Phillipines: teaching in the native tongue

Harold Schiffman hfsclpp at
Wed Aug 8 18:33:52 UTC 2007

Cebu Daily News / Opinion

Overkill : Teaching in the native tongue

By Anton Java
Cebu Daily News

Posted date: August 07, 2007

My last column generated quite the agreement (and some opposition)
from friends, colleagues and strangers alike, who either participated
in an online thread or who e-mailed me directly. And to each and every
one, I thank you for your reactions (apologies to e-mail senders whom
I couldn't reply to directly, there were just more than usual last
week, but please, do keep them coming). I found it gratifying that
many share my sentiments about the Visayan language and the declining
treatment it has found of late.

Based on some questions a few people have asked me about my last
column, allow me, however, to clarify a few points about my idea of
teaching Binisaya to the Bisaya, in school or at home, from a personal
point of view.

I grew up speaking both English and Bisaya. But like so many others, I
was made - directly and indirectly - to appreciate English more than I
should appreciate Bisaya. I remember times in school where teachers
really did impose fines on students who speak Bisaya. I used to be so
proud of the fact that I almost never got fined, at least not as much
as the other kids. But now, here I am, a professional using English as
my main tool to earn a living. I look at myself and think how proud I
am to have been taught English well. But then I'm also quick to see
that whenever I look at myself, I see a Bisaya, born and bred, often
declaring myself "fiercely proud" of being Visayan. And I can't even
say "fiercely proud" in Bisaya without pausing to translate it first.

I'm not saying English should take a back seat to Bisaya in school.
What I'm saying is that both should be taught equally, just as in the
current curriculum, English and Tagalog are taught equally. While the
current setup is good for Tagalogs, what of the people in the rest of
the country who are NOT Tagalog? For people based in Luzon, they're
taught English - the "global" language - which they use every day, and
they're also taught Tagalog - their native language - which they also
use everyday. Good for them. But here in the Visayas and other parts
of the country, we're also taught English and Tagalog equally in
school. But while English is still our global language, what's Tagalog
to us? Tagalog isn't our native tongue, and it's status as the
"national language" is merely an illusion cooked up by Tagalogs. Once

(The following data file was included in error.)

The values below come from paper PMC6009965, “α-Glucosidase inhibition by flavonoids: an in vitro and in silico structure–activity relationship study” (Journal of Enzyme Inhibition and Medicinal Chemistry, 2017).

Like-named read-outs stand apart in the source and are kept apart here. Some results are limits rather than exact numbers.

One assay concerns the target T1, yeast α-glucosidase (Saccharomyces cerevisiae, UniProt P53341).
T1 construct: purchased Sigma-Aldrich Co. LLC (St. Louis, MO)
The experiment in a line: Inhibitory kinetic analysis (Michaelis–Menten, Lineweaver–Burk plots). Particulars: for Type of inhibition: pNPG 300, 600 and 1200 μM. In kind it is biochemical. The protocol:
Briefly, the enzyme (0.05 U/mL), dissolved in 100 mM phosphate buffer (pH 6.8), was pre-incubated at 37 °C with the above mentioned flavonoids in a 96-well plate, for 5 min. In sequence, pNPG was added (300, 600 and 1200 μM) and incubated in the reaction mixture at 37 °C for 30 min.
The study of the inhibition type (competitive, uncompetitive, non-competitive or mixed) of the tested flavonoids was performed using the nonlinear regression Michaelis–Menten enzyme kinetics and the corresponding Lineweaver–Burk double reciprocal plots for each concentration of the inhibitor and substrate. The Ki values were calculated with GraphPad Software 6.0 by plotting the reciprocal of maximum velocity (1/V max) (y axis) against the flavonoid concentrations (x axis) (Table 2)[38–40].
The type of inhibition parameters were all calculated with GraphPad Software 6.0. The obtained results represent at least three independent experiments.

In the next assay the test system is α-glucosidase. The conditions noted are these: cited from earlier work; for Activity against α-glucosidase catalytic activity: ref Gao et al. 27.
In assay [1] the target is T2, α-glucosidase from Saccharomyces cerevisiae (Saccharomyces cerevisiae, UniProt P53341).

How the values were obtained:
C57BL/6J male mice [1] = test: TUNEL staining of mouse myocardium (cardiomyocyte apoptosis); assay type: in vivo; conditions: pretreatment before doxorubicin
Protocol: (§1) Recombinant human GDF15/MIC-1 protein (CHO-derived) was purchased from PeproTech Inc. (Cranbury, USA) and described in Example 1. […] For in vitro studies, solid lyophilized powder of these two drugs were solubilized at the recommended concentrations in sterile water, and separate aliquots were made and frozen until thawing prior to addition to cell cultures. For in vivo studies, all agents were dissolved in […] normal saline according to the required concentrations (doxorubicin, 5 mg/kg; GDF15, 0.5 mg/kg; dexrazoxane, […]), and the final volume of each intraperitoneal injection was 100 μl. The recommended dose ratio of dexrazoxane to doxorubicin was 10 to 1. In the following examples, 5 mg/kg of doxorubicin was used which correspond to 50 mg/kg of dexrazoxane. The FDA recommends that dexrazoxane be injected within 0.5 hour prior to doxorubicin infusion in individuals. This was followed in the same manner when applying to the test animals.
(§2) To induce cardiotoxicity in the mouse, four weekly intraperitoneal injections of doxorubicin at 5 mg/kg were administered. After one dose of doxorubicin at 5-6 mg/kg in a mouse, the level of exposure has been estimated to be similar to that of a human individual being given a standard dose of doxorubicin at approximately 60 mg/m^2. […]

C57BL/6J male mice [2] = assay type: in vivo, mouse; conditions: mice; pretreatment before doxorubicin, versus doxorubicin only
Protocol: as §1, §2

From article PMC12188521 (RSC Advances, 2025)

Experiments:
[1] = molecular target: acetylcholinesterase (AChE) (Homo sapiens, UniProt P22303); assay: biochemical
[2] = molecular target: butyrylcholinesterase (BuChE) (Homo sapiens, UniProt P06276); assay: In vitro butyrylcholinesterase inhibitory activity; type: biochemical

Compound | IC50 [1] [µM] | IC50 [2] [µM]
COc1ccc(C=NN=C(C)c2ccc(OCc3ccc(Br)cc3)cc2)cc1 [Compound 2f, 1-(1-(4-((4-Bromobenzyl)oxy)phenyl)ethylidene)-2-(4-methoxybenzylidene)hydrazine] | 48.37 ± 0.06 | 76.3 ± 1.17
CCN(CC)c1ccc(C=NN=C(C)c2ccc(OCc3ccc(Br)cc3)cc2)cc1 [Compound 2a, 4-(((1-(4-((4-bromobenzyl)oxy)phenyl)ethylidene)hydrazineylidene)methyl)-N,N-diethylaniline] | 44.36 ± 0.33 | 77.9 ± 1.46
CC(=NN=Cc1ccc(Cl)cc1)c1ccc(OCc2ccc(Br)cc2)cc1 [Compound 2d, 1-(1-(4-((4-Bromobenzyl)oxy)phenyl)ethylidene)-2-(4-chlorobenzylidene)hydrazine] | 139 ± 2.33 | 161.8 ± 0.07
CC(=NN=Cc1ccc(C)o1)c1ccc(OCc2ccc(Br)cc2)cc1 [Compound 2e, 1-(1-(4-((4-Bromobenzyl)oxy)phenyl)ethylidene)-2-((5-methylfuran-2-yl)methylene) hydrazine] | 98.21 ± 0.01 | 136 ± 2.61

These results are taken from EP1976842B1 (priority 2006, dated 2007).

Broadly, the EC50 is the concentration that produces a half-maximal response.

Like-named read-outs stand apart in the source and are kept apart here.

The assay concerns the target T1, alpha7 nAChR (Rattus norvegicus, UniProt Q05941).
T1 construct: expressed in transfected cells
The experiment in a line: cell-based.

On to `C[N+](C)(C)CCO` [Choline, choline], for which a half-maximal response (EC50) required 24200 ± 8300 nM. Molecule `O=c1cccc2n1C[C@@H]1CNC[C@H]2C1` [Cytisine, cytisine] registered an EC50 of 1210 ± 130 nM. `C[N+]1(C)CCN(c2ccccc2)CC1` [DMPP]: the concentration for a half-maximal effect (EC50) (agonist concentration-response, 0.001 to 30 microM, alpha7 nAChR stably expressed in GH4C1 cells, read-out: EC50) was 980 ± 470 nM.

Tagalog language classes are done, what good is being taught the
intricacies of Tagalog if we don't use it? (Unless of course you end
up based in Luzon.) What good is being taught the intricacies of
Tagalog when we're just going to forget it completely from non-use six
months after our last Tagalog class?

Here in the Visayas, our native tongue is Bisaya, so in our schools,
we should be taught English and Bisaya, not English and Tagalog. To us
Bisaya, English is still the global language, while Bisaya is OUR
native tongue.

And that should go for other parts of the country as well - they
should be taught English and their own native tongue, whether it's
Ilocano, PampangeƱo, or whatnot. That's not going to be a hindrance
for national communication because English is taught everywhere in the
country anyway. Even our national laws are made in English.

But in our current setup, being taught English and Tagalog in school
relegates the many other beautiful native languages in the country as
second-class languages. And what evolves from that? The native Tagalog
speakers end up thinking that all other native languages are inferior
because it's Tagalog that's taught in schools; it's Tagalog that's the
"national language" in a country of over two dozen local languages;
it's Tagalog that, in a way, represses other native languages in the
country from being used properly. It's Tagalog that's choking the life
out of the many beautiful ways the Filipinos (not the Tagalogs)
communicate because by nature, we are a country of multiple languages
and multiple cultures, NOT a country of Tagalogs. This, I believe,
ultimately also leads to a repression of other Filipino cultures. But
that discussion is for another day.

That said, a friend of mine who is a linguistics instructor based in
Mindanao referred me to an apparently little-known policy passed by
the Department of Education sometime earlier this decade. In 2002, the
Basic Education Curriculum was amended so that in every school in the
country, the regional/native language is to be used to teach students
up to grade 3 in every subject except English so that complex concepts
could be explained better. I suppose that's a start, but then what
happens after grade 3? Should a region then forget all about its
native tongue and stick to English and Tagalog? And besides, teaching
in the native language is not the same as actually being taught the
intricacies and proper usage of a native language. And without such
lessons, a language is bound to become misused and perhaps,
eventually, rendered extinct. Some schools in the Visayas already
teach Bisaya classes as electives (the University of the Philippines
in Cebu, for one). That's good. However, it's merely an elective,
while Tagalog is a requirement. Shouldn't that be the other way

There should be a major rethinking about how us Filipinos appreciate
our diverse nature, starting with our use of languages. And while
there is nothing wrong with people who wish to learn Tagalog, it
should not be a requirement force-fed to us non-Tagalogs.

English for the world, but Tagalog for the Tagalogs, Bisaya for the
Bisaya, and the other beautiful native tongues of the many other
beautiful native cultures of the Philippines. That is how us Filipinos
should be taught.

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